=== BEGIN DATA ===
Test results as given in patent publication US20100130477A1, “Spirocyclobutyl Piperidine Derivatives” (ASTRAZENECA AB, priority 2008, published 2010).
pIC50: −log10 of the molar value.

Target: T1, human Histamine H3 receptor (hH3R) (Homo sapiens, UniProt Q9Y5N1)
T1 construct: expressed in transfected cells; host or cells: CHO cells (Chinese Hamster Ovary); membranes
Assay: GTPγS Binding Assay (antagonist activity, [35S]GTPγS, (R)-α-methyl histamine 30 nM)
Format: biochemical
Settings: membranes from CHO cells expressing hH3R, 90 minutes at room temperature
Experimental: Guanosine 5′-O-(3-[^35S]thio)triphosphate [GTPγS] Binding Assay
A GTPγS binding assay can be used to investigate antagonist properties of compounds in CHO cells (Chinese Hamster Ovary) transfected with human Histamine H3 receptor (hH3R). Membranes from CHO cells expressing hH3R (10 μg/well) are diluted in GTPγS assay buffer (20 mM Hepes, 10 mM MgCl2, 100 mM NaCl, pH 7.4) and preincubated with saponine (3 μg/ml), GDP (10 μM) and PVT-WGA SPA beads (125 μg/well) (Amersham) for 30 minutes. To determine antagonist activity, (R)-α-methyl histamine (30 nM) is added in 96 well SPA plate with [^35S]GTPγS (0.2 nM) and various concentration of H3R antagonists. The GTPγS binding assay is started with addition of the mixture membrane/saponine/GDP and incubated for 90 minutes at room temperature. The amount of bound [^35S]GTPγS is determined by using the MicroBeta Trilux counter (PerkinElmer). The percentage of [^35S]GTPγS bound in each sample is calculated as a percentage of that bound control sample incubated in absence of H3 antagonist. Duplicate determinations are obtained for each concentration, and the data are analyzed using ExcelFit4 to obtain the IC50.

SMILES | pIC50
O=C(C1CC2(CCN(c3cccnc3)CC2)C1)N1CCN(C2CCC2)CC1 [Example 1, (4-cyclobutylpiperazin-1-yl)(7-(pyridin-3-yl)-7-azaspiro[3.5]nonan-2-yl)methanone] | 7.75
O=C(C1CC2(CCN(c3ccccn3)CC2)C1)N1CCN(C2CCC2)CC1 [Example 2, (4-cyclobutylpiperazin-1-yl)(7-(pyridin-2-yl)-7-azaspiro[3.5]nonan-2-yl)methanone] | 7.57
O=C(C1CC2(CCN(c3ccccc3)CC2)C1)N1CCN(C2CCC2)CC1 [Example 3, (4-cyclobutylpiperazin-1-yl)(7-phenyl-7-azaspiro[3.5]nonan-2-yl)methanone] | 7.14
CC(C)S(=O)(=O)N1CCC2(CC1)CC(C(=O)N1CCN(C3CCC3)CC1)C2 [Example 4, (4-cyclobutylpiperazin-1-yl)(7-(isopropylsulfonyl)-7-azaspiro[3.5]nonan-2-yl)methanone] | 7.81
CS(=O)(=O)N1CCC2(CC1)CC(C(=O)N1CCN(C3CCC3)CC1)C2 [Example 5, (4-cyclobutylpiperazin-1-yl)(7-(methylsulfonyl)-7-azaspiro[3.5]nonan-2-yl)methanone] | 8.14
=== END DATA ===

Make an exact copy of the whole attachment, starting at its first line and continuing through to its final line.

Test results as given in patent publication US20100130477A1, “Spirocyclobutyl Piperidine Derivatives” (ASTRAZENECA AB, priority 2008, published 2010).
pIC50: −log10 of the molar value.

Target: T1, human Histamine H3 receptor (hH3R) (Homo sapiens, UniProt Q9Y5N1)
T1 construct: expressed in transfected cells; host or cells: CHO cells (Chinese Hamster Ovary); membranes
Assay: GTPγS Binding Assay (antagonist activity, [35S]GTPγS, (R)-α-methyl histamine 30 nM)
Format: biochemical
Settings: membranes from CHO cells expressing hH3R, 90 minutes at room temperature
Experimental: Guanosine 5′-O-(3-[^35S]thio)triphosphate [GTPγS] Binding Assay
A GTPγS binding assay can be used to investigate antagonist properties of compounds in CHO cells (Chinese Hamster Ovary) transfected with human Histamine H3 receptor (hH3R). Membranes from CHO cells expressing hH3R (10 μg/well) are diluted in GTPγS assay buffer (20 mM Hepes, 10 mM MgCl2, 100 mM NaCl, pH 7.4) and preincubated with saponine (3 μg/ml), GDP (10 μM) and PVT-WGA SPA beads (125 μg/well) (Amersham) for 30 minutes. To determine antagonist activity, (R)-α-methyl histamine (30 nM) is added in 96 well SPA plate with [^35S]GTPγS (0.2 nM) and various concentration of H3R antagonists. The GTPγS binding assay is started with addition of the mixture membrane/saponine/GDP and incubated for 90 minutes at room temperature. The amount of bound [^35S]GTPγS is determined by using the MicroBeta Trilux counter (PerkinElmer). The percentage of [^35S]GTPγS bound in each sample is calculated as a percentage of that bound control sample incubated in absence of H3 antagonist. Duplicate determinations are obtained for each concentration, and the data are analyzed using ExcelFit4 to obtain the IC50.

SMILES | pIC50
O=C(C1CC2(CCN(c3cccnc3)CC2)C1)N1CCN(C2CCC2)CC1 [Example 1, (4-cyclobutylpiperazin-1-yl)(7-(pyridin-3-yl)-7-azaspiro[3.5]nonan-2-yl)methanone] | 7.75
O=C(C1CC2(CCN(c3ccccn3)CC2)C1)N1CCN(C2CCC2)CC1 [Example 2, (4-cyclobutylpiperazin-1-yl)(7-(pyridin-2-yl)-7-azaspiro[3.5]nonan-2-yl)methanone] | 7.57
O=C(C1CC2(CCN(c3ccccc3)CC2)C1)N1CCN(C2CCC2)CC1 [Example 3, (4-cyclobutylpiperazin-1-yl)(7-phenyl-7-azaspiro[3.5]nonan-2-yl)methanone] | 7.14
CC(C)S(=O)(=O)N1CCC2(CC1)CC(C(=O)N1CCN(C3CCC3)CC1)C2 [Example 4, (4-cyclobutylpiperazin-1-yl)(7-(isopropylsulfonyl)-7-azaspiro[3.5]nonan-2-yl)methanone] | 7.81
CS(=O)(=O)N1CCC2(CC1)CC(C(=O)N1CCN(C3CCC3)CC1)C2 [Example 5, (4-cyclobutylpiperazin-1-yl)(7-(methylsulfonyl)-7-azaspiro[3.5]nonan-2-yl)methanone] | 8.14